SPN 391 • STUDIES IN RENAISSANCE AND GOLDEN AGE LITERATURE
1:00 PM-4:00 PM
This course will study Cervantes's masterpiece, Don Quijote, in depth and in light of a variety of critical interpretations and approaches. Throughout the semester we will emphasize the author's views on artistic freedom, his manipulation of literary genres and conventions, and the discussions of literary theory which characterize the book as a whole. We will also focus on important topics such as Cervantes's use of multiple perspectives, the Quijote as a funny book, the relationship between author and reader, the socio-historical context of the book, the humanist vision of Cervantes, and the evolution of the protagonist as an enduring, universal figure. Other representations of the Don Quijote figure in visual art, music, drama, and film will be brought in from time to time for comparison.
Class meetings will be organized around active discussion and student participation. The first part of each meeting will concentrate on the dissemination of theory and background information through a brief lecture, leaving the remaining time for textual analysis and discussion. Every week, students will be responsible for textual readings as well as theoretical or critical works deemed pertinent to that week's topic. Each student will prepare at least one oral report on a critical work during the semester and will follow-up with a brief written analysis. At the conclusion of the course, students will be required to write a paper of between 15 and 25 pages which analyzes one or more of the plays studied or other works by these dramatists.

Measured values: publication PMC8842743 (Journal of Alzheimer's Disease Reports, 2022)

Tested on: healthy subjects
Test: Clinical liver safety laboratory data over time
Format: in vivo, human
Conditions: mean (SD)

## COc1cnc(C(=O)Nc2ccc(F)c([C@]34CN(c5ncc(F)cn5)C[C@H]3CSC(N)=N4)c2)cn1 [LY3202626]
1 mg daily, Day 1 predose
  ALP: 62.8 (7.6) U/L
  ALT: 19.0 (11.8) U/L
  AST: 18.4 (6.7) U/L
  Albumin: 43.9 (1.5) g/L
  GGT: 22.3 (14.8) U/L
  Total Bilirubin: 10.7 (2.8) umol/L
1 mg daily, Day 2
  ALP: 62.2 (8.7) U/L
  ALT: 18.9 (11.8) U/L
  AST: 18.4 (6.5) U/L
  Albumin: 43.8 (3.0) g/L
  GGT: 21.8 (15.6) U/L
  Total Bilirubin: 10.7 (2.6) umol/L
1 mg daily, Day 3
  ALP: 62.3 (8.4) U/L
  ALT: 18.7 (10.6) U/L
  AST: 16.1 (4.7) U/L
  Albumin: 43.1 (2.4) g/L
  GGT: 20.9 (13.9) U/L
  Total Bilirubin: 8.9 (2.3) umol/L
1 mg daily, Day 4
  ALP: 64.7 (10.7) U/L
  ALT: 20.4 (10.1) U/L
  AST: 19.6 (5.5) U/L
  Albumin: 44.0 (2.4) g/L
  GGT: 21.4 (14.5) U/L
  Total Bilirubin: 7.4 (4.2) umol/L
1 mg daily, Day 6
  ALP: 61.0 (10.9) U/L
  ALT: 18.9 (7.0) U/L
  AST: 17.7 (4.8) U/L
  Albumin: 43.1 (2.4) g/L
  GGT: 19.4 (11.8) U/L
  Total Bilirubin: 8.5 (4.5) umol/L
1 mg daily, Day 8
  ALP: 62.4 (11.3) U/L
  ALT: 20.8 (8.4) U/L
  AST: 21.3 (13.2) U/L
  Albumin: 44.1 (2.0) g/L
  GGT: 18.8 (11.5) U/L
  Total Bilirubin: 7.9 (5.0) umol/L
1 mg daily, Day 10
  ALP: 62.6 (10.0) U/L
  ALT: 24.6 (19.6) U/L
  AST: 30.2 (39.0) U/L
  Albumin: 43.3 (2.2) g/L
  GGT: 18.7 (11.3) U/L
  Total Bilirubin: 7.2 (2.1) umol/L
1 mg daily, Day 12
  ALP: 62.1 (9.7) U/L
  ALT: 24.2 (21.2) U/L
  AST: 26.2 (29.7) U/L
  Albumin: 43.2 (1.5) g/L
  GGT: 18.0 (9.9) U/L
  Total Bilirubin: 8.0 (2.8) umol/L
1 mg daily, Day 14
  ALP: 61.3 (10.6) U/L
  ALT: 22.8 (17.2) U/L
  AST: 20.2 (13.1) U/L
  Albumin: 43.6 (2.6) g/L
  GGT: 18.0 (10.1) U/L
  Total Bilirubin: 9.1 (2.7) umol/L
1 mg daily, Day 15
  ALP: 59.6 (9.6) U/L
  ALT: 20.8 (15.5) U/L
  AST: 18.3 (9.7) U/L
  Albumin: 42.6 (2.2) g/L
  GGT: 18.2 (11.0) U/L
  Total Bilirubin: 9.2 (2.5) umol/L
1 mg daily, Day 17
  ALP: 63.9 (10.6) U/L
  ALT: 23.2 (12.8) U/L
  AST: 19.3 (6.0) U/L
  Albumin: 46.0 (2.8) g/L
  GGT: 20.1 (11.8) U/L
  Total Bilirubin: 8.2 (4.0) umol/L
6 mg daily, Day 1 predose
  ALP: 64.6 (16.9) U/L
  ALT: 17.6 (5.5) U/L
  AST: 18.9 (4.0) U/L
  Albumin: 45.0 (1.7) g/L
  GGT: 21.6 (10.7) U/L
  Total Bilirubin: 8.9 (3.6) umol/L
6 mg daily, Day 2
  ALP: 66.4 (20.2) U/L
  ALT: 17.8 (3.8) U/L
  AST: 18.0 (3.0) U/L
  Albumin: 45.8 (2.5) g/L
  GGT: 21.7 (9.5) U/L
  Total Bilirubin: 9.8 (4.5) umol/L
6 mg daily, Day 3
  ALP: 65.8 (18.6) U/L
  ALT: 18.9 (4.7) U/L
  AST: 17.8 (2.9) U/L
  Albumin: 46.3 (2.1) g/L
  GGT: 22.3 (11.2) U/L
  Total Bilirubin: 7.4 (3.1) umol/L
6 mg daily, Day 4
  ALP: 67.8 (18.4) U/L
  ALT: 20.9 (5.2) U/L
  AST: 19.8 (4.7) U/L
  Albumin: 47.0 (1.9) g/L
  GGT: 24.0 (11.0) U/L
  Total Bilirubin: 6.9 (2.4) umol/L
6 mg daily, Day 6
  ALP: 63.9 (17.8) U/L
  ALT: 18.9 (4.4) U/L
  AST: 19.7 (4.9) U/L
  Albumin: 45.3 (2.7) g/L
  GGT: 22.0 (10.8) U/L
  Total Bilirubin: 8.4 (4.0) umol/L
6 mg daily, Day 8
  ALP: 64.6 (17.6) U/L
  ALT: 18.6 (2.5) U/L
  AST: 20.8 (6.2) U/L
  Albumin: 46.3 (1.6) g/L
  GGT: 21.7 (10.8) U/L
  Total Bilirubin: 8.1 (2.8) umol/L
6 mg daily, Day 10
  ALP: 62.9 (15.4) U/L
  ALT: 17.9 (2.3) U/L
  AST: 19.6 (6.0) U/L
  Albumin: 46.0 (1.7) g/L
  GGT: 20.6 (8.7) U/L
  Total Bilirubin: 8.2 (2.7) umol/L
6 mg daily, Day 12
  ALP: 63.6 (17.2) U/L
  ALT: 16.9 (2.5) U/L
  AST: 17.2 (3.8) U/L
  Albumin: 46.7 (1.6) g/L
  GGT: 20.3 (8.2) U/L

Miguel de Cervantes, Don Quijote de la Mancha Exerpts from Amadís de Gaula, Avellaneda's Quijote, and other related literary texts. Critical works (partial list): Allen, Don Quixote: Hero or Fool? Bataillon, Erasmo y España Castro, El pensamiento de Cervantes Eisenberg, Romances of Chivalry Elliot, Imperial Spain Forcione, Cervantes, Aristotle, and the Persiles Márquez Villanueva, Fuentes literarias cervantinas McGaha, Cervantes and the Renaissance Riley, Cervantes's Theory of the Novel Shorter studies by Dunn, Haley, El Saffar, Rivers, Russell, Spitzer, Wardropper, et. al.